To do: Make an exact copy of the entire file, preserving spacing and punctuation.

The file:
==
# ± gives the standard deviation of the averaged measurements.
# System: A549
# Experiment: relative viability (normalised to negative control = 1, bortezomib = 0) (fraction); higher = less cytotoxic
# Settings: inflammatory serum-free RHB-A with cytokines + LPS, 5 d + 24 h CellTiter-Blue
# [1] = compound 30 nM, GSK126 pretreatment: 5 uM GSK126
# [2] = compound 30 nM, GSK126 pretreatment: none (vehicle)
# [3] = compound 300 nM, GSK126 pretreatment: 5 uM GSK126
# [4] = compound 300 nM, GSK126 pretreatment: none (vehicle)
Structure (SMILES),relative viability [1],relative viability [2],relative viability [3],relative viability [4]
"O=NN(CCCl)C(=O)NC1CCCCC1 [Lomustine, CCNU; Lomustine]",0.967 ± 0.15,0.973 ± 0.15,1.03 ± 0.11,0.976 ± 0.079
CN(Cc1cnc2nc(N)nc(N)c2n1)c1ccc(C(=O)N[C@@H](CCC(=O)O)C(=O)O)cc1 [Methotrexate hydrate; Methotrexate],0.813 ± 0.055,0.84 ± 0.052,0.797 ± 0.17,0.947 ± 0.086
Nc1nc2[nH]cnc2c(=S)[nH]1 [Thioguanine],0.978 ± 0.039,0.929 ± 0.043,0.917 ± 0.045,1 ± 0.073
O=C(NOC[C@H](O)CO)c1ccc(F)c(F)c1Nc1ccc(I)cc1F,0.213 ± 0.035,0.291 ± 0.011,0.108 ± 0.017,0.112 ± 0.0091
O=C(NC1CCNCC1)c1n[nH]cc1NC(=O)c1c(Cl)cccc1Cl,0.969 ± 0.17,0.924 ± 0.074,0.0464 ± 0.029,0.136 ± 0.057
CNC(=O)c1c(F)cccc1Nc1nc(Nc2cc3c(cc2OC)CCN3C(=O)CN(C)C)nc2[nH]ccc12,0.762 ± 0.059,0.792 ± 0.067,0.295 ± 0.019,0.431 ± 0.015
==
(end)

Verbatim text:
# ± gives the standard deviation of the averaged measurements.
# System: A549
# Experiment: relative viability (normalised to negative control = 1, bortezomib = 0) (fraction); higher = less cytotoxic
# Settings: inflammatory serum-free RHB-A with cytokines + LPS, 5 d + 24 h CellTiter-Blue
# [1] = compound 30 nM, GSK126 pretreatment: 5 uM GSK126
# [2] = compound 30 nM, GSK126 pretreatment: none (vehicle)
# [3] = compound 300 nM, GSK126 pretreatment: 5 uM GSK126
# [4] = compound 300 nM, GSK126 pretreatment: none (vehicle)
Structure (SMILES),relative viability [1],relative viability [2],relative viability [3],relative viability [4]
"O=NN(CCCl)C(=O)NC1CCCCC1 [Lomustine, CCNU; Lomustine]",0.967 ± 0.15,0.973 ± 0.15,1.03 ± 0.11,0.976 ± 0.079
CN(Cc1cnc2nc(N)nc(N)c2n1)c1ccc(C(=O)N[C@@H](CCC(=O)O)C(=O)O)cc1 [Methotrexate hydrate; Methotrexate],0.813 ± 0.055,0.84 ± 0.052,0.797 ± 0.17,0.947 ± 0.086
Nc1nc2[nH]cnc2c(=S)[nH]1 [Thioguanine],0.978 ± 0.039,0.929 ± 0.043,0.917 ± 0.045,1 ± 0.073
O=C(NOC[C@H](O)CO)c1ccc(F)c(F)c1Nc1ccc(I)cc1F,0.213 ± 0.035,0.291 ± 0.011,0.108 ± 0.017,0.112 ± 0.0091
O=C(NC1CCNCC1)c1n[nH]cc1NC(=O)c1c(Cl)cccc1Cl,0.969 ± 0.17,0.924 ± 0.074,0.0464 ± 0.029,0.136 ± 0.057
CNC(=O)c1c(F)cccc1Nc1nc(Nc2cc3c(cc2OC)CCN3C(=O)CN(C)C)nc2[nH]ccc12,0.762 ± 0.059,0.792 ± 0.067,0.295 ± 0.019,0.431 ± 0.015